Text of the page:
"I wanted to make sure that ours fit the best," she explains. Unlike many other male-run jeans companies, Schmieder has the advantage of being able to test everything in the Lyric line. (The jeans are available only for women now; the men's line will debut next year.)

The premium denim market is fiercely competitive. Upstarts like Lyric must battle with each other, as well as with the lines of established names like Levi's.

Getting a Leg Up

Additionally, denim companies must compete with the jeans available from haute couture design houses like Prada and Karl Lagerfeld.

Rock and Republic CEO and head designer Michael Ball (whose company started from a single pair of jeans he made for his girlfriend in 2002) boasts: "We plan to expand and eventually dominate globally."

Rock and Republic's collection can be purchased at many of the major department stores as well as through online boutiques.

Schmieder believes her newly launched Lyric jeans have their own edge.

She bought the rights to a number of songs such as Revolution by the Beatles and Love Child by The Supremes. These song lyrics will be written on the jeans (or just on the insides, for a toned-down version), and each lyric design will reflect the unique aspects of the songs.

The jeans will be on sale in select stores in spring 2007; basic jeans without lyrics will debut on the Lyric Web site before the end of the year.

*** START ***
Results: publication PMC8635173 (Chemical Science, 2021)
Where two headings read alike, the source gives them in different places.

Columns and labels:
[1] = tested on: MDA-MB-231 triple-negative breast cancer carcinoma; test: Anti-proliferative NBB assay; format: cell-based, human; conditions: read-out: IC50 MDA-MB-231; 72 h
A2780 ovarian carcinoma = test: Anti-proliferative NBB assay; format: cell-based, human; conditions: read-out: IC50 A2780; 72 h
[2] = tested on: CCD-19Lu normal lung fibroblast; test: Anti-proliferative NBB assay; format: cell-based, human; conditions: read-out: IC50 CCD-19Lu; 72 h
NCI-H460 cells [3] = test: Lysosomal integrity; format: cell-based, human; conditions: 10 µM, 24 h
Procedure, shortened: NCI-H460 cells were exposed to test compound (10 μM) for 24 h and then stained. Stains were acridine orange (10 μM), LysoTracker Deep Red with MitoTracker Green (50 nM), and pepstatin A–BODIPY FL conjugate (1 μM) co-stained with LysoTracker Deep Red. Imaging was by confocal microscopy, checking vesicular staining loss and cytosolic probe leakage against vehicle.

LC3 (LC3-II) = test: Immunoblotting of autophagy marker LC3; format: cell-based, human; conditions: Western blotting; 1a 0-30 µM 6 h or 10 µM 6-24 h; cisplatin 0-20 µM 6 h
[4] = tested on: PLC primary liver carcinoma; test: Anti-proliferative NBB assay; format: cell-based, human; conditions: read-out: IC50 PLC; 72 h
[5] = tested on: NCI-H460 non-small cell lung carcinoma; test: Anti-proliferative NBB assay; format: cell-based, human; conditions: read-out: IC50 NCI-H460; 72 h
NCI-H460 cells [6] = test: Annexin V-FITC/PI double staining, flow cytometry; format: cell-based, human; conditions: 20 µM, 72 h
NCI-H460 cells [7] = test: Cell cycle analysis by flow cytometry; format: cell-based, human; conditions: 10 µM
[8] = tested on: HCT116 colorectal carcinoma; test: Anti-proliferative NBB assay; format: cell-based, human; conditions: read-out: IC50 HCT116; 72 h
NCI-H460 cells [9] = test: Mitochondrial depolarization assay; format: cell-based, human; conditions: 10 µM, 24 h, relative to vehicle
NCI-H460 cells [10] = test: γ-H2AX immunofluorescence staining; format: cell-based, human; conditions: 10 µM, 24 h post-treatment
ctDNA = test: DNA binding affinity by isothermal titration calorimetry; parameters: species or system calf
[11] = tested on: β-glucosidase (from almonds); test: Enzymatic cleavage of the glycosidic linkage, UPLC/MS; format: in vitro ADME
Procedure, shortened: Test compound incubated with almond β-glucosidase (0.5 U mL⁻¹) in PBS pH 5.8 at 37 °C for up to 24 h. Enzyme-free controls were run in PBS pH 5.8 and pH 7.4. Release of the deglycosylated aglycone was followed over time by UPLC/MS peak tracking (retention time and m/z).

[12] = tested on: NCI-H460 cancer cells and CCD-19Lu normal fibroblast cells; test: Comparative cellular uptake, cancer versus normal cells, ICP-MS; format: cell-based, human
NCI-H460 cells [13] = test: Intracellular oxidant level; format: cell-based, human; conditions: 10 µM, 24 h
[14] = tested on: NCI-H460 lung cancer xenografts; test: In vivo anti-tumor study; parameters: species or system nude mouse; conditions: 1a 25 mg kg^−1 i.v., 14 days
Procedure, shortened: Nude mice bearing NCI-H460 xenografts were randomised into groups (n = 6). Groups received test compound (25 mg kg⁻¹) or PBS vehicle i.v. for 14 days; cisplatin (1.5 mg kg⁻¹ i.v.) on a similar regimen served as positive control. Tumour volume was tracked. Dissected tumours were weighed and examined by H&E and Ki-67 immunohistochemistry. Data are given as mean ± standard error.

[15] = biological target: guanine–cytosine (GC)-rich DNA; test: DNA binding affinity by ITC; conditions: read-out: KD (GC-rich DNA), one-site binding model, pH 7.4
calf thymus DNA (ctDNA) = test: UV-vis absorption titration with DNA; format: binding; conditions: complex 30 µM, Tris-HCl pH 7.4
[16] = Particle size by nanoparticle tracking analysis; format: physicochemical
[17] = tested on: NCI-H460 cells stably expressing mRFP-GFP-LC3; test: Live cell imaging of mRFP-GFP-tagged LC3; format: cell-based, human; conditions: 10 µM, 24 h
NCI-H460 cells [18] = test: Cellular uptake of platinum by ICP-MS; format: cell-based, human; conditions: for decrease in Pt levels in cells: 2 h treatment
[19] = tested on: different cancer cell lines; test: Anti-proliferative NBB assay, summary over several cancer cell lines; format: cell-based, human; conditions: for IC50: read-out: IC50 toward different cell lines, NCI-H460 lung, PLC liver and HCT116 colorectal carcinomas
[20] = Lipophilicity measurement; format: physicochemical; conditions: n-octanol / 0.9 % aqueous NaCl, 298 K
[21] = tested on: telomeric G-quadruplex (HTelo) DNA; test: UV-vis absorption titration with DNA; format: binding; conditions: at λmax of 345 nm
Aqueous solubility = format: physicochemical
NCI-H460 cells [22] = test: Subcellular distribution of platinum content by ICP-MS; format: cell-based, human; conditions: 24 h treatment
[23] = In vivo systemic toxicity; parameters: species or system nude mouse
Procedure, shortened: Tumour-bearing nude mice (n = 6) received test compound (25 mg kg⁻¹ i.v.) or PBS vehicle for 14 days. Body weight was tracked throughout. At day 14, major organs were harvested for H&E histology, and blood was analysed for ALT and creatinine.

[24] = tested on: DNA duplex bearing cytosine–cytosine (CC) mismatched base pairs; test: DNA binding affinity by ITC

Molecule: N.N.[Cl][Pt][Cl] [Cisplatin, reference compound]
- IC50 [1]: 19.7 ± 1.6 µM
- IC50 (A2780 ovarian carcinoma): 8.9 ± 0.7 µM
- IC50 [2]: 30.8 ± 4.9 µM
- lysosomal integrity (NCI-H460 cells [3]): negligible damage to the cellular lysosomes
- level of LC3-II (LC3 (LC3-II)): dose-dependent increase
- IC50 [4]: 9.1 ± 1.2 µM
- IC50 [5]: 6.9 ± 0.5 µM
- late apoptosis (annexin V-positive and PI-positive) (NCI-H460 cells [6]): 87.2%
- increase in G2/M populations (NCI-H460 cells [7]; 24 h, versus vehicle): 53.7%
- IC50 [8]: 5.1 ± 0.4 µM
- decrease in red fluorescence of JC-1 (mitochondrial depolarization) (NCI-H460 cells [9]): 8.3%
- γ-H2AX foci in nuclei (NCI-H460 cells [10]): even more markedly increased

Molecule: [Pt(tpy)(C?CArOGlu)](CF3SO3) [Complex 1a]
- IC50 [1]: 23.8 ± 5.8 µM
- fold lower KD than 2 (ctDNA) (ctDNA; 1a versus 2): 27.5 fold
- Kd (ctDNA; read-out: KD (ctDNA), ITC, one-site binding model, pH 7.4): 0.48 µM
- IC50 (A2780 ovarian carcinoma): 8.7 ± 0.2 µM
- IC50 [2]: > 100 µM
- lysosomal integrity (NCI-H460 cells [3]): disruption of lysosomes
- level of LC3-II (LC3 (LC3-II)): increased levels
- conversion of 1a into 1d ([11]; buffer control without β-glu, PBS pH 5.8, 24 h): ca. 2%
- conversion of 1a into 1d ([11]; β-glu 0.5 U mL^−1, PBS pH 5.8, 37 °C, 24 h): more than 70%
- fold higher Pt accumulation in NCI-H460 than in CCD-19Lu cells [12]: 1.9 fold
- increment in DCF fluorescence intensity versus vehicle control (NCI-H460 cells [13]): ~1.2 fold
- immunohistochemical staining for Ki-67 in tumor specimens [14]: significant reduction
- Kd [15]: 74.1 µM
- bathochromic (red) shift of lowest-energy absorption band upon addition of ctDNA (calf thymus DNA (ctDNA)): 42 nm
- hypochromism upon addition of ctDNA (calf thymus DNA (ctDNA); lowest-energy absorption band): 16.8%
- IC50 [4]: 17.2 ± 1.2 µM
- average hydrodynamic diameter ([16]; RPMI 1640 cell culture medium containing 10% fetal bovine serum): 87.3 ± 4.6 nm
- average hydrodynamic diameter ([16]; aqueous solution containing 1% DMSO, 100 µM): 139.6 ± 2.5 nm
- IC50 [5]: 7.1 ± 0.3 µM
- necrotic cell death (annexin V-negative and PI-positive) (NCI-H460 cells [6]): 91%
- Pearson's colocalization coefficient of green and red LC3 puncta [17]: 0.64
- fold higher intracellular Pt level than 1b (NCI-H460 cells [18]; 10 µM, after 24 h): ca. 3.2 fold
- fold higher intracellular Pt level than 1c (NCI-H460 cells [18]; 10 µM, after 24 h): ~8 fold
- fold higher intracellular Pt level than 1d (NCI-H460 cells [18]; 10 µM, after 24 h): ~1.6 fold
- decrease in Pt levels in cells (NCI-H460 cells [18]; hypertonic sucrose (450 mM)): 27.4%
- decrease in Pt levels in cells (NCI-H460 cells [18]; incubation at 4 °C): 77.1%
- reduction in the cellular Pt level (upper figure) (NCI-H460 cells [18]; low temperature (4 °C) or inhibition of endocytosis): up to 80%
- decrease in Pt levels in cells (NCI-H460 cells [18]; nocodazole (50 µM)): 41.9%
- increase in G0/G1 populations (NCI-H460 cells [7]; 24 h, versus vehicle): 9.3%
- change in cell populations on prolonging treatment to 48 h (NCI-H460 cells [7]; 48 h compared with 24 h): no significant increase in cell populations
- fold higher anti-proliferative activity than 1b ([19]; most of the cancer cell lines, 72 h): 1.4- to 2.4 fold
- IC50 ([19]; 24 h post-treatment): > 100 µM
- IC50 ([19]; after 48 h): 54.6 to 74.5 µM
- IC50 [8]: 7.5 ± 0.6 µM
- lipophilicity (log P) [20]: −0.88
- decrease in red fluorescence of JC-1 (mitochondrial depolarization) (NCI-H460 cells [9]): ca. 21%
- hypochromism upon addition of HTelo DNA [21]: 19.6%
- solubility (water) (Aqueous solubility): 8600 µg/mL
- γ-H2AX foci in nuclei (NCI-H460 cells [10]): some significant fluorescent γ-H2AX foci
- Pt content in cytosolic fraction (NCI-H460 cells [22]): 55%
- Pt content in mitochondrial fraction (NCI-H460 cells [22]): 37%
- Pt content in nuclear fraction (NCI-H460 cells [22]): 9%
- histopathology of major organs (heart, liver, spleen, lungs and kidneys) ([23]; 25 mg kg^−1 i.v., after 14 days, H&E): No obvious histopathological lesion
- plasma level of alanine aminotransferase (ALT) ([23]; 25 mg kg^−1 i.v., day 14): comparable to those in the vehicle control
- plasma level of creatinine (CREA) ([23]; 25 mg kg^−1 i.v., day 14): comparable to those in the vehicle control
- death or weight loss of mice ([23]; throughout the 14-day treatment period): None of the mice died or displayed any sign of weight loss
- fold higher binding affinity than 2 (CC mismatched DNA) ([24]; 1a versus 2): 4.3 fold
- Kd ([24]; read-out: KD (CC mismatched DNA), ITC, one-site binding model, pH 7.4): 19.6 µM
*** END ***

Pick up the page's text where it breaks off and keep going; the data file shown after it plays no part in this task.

Schmieder also designed the back pockets of her jeans to be extremely flattering, even compared with the other high-end brands. "I own about 20 pairs of designer jeans, and now I only wear Lyrics," she says. Her company went public this past February, and Lyrics will sell for between $185-$800 a pair.

Other original approaches to premium denim include Levi's new Eco line. Made from organic cotton, with premium denim cuts and attention to detail, Eco's -- like Lyric's -- are a new twist on a old favorite.

The Perfect Pair

Women's designer jeans are sold by waist sizes in inches, like men's pants, rather than the traditional sizes.

While this tends to make sizes more consistent across brands, the buyer will notice one other important difference: Unlike mass-market brands, most women's premium denim has a very low waistline.

Rock and Republic
"Roth Urban" ($266)

The height of jeans relative to your waist is referred to as the "rise"; high-end jeans' average rise is often only 7 or 8 inches, whereas the rise for cheaper brands is usually around 10 to 12 inches. While premium denim compensates for this low rise by tailoring jeans higher in the back, the potential for wardrobe malfunctions can be high.

To compensate, you can buy designer denim a size up and wear a belt, or try the men's styles. (Unlike Evisu, which debuted with men's styles, most American denim premieres with women's lines and later adds the men's.)

Though they may hang a little looser, the men's styles have a higher rise and still look fantastic. I found the men's Rock and Republic jeans with variegated color whiskers both flattering and comfortable.

No matter what the brand or style, be assured that premium denim is well worth the price tag.

The feel and look of designer jeans is addictive: Once you've graced your hips with high-end jeans, it will be impossible to go back.



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Penelope Dane is a writer and sociologist living in Baton Rouge, La. She is currently working on her M.F.A. in fiction and conducting research on teen poetry.